This is particularly necessary in a country like Lebanon, where the existing system is so rotten from the inside out. Our problem is not simply corruption. Our problem is a system that has put capital accumulation above the basic welfare of people for decades.

Radical approaches are needed to change this state of affairs, not compromises?

If politics is controlled by a group of people from the bourgeoisie, the same patterns are simply reproduced again and again. That does not help. If we want to change political and economic practice at their core, we cannot start with compromise. If we seriously want to represent the interests of the working class in Lebanon, compromise is not the way to go, certainly not in times of crisis like this. It is the opposite: to steer the discourse as far as possible in the direction we want, so that the compromise eventually starts already further to the left. It’s about setting the framework elsewhere from the first place and not settling for left-liberal ideas.

What would have to be addressed, and how?

First of all, Lebanon’s political system as such does not work, because it does not produce decisions and solutions. Constitutional democracy has failed. We need some kind of majority rule if we want to function as a parliamentary democracy. We need a new electoral system, because that is the basis of any political legitimacy in the first place. We need a law that re-regulates the relationship between religious institutions and the state.

If we are trying to build a less sectarian society, we need democratic reforms and, in my opinion, a new constitution. Ours was written by the bourgeois intellectual elite of the 1920s, but is in many aspects no longer compatible with what people care about today. These are the things that people are basically asking for when they say they want an end to this sectarian in-fighting.

And on the economic level?

Above all, we have to reach the people who have suffered so much in the crisis. That is more important than paying the banks’ loans. Most important, of course, is to build a productive economy. That means the opposite of a neoliberal solution, and is also where the socialists and the progressives, who also want change, still differ.

In what way?

Many of the progressives and liberals think that the money offered by the IMF in exchange for reforms is a solution. I believe the exact opposite: the IMF’s “solution” will cause another crisis, another collapse in maybe ten or 15 years. More people will become poor. You won’t improve anything with the proposed measures, it won’t change the massive trade deficit that Lebanon has because we import so much more than we export.

What would fix that would be investment in productive capacity. The scale of the crisis in Lebanon calls for ideology. In times of such crisis, people often turn to socialism or fascism. Fascism has the easy answers, but we socialists must also provide some. Part of that answer is to organize the society and economy in a whole new way. Once again, it’s not about improving individual things, but changing the big picture. We want an economy that works for the people, not the other way around.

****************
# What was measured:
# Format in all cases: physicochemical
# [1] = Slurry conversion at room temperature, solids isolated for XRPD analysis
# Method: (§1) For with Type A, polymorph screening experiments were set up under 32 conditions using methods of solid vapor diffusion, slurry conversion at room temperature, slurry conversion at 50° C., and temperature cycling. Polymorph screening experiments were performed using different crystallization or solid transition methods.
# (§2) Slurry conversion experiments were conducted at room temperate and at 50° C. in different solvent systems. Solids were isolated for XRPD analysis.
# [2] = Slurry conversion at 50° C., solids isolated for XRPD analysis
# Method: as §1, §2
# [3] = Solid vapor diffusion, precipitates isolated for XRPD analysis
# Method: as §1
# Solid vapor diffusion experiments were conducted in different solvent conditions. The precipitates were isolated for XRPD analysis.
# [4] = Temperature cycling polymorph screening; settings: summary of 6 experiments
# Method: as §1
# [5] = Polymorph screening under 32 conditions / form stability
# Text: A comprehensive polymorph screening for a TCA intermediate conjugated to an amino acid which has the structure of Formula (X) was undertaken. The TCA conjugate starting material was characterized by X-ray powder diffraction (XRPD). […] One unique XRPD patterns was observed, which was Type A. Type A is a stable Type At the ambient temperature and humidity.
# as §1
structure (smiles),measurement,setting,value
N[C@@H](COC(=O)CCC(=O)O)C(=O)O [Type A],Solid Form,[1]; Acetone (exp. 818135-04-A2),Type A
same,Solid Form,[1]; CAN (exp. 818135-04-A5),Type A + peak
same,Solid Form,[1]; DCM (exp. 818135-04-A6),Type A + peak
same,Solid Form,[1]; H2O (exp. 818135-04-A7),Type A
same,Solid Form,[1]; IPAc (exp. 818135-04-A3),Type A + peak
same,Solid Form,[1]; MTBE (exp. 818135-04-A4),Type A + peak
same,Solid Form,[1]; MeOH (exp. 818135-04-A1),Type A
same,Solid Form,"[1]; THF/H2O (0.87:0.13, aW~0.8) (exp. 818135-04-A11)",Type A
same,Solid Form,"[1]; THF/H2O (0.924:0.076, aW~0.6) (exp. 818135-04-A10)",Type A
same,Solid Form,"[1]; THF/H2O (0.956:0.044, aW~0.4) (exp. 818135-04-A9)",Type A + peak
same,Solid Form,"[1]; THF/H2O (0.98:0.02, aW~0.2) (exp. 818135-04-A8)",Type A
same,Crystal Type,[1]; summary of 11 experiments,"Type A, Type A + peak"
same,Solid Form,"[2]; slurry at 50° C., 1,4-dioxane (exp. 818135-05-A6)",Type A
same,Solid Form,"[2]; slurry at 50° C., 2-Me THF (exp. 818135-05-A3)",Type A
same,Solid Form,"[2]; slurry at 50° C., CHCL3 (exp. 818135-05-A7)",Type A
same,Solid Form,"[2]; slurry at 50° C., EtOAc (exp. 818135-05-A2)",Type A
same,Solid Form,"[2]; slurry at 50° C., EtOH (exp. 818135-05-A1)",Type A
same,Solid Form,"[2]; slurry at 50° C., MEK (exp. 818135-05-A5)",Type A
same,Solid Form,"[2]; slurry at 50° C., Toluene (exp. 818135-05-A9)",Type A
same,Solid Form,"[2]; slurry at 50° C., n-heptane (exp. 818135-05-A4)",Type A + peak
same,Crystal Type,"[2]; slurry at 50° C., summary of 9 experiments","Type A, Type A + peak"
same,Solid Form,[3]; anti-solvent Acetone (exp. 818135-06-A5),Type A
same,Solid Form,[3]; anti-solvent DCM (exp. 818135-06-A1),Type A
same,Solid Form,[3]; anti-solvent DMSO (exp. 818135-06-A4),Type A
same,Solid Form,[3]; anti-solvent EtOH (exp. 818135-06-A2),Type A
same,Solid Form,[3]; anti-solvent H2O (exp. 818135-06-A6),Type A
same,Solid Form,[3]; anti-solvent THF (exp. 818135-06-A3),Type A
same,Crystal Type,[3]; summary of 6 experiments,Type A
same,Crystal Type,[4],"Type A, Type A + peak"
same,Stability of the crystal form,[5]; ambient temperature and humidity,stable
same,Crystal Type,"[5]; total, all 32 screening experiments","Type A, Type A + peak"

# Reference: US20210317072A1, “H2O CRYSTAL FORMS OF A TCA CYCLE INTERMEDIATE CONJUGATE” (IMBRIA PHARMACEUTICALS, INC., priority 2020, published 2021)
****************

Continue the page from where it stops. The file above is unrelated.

How could this very big economic change be achieved?

We first need to start normalizing ideology in Lebanon. So far it is perceived as something very daunting, but we need a narrative that is radically different from the mainstream. Our discourse needs to be more radical, we need to talk about how all resources belong to the people. No, not your toothbrush and not your house. But your third house. The land you don’t use.

Let’s invest in people, in education, health care. We also need to finally start thinking about the sectors that will allow you to be relevant in the world. The whole tech sector, for example, that will become a major economy on its own.

What does it take to at least start with that process?

Leadership. Even if we don’t like to hear it, we need people who say, “I am here to fight the oligarchy. To practice socialism. We are here to tackle this and that.” That’s how you reach people who are not socialists at heart, who may even be somewhere else politically, but who recognize: there is a clear difference to the others, the fight is obvious and it is my fight, too.

So not being afraid of polarization?

On the contrary. I plead for polarization. I appeal for the courage to polarize.

But isn't that dangerous in view of a divided society like Lebanon's?

In Lebanon, everyone has lived and made policy according to the same narratives for far too long. Basically, since the 1990s, right after the civil war, it was clear that the economic model was not working, that Rafic Hariri’s policies were doomed to fail. If you grant ever-higher interest rates on deposits in Lebanese accounts but need foreign currency as a state to balance the enormous trade deficit, then it is clear that it will collapse at some point. This had been predicted for years.

Nevertheless, no one addressed it politically, the economy was entirely absent from the sphere of politics. This shows the need for a strong socialist voice in Lebanon that serves as a clear counterweight to the mainstream and politicizes economic issues. So that people can differentiate along political preferences rather than along sectarian lines.